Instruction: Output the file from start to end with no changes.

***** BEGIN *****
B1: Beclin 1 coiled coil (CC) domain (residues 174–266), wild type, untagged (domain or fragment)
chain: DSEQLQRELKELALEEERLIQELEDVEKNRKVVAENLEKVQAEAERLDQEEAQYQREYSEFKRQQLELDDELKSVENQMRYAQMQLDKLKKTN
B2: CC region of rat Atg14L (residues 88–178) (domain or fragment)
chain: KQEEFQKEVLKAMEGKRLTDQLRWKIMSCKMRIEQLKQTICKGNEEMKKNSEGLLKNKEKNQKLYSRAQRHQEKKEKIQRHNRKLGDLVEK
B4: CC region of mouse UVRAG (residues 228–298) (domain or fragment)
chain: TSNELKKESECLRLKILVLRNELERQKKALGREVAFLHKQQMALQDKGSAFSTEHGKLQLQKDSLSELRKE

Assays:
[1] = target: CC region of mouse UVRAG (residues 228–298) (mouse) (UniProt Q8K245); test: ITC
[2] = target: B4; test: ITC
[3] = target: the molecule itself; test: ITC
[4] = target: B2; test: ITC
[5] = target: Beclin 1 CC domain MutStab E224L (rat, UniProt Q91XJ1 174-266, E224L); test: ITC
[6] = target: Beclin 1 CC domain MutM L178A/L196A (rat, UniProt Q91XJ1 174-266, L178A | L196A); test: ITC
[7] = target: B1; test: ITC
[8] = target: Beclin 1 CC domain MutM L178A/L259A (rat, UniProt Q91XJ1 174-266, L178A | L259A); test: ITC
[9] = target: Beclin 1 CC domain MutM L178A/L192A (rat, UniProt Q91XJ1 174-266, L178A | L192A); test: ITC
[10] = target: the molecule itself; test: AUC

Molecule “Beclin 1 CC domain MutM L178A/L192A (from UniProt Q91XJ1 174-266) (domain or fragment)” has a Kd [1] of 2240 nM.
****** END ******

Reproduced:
B1: Beclin 1 coiled coil (CC) domain (residues 174–266), wild type, untagged (domain or fragment)
chain: DSEQLQRELKELALEEERLIQELEDVEKNRKVVAENLEKVQAEAERLDQEEAQYQREYSEFKRQQLELDDELKSVENQMRYAQMQLDKLKKTN
B2: CC region of rat Atg14L (residues 88–178) (domain or fragment)
chain: KQEEFQKEVLKAMEGKRLTDQLRWKIMSCKMRIEQLKQTICKGNEEMKKNSEGLLKNKEKNQKLYSRAQRHQEKKEKIQRHNRKLGDLVEK
B4: CC region of mouse UVRAG (residues 228–298) (domain or fragment)
chain: TSNELKKESECLRLKILVLRNELERQKKALGREVAFLHKQQMALQDKGSAFSTEHGKLQLQKDSLSELRKE

Assays:
[1] = target: CC region of mouse UVRAG (residues 228–298) (mouse) (UniProt Q8K245); test: ITC
[2] = target: B4; test: ITC
[3] = target: the molecule itself; test: ITC
[4] = target: B2; test: ITC
[5] = target: Beclin 1 CC domain MutStab E224L (rat, UniProt Q91XJ1 174-266, E224L); test: ITC
[6] = target: Beclin 1 CC domain MutM L178A/L196A (rat, UniProt Q91XJ1 174-266, L178A | L196A); test: ITC
[7] = target: B1; test: ITC
[8] = target: Beclin 1 CC domain MutM L178A/L259A (rat, UniProt Q91XJ1 174-266, L178A | L259A); test: ITC
[9] = target: Beclin 1 CC domain MutM L178A/L192A (rat, UniProt Q91XJ1 174-266, L178A | L192A); test: ITC
[10] = target: the molecule itself; test: AUC

Molecule “Beclin 1 CC domain MutM L178A/L192A (from UniProt Q91XJ1 174-266) (domain or fragment)” has a Kd [1] of 2240 nM.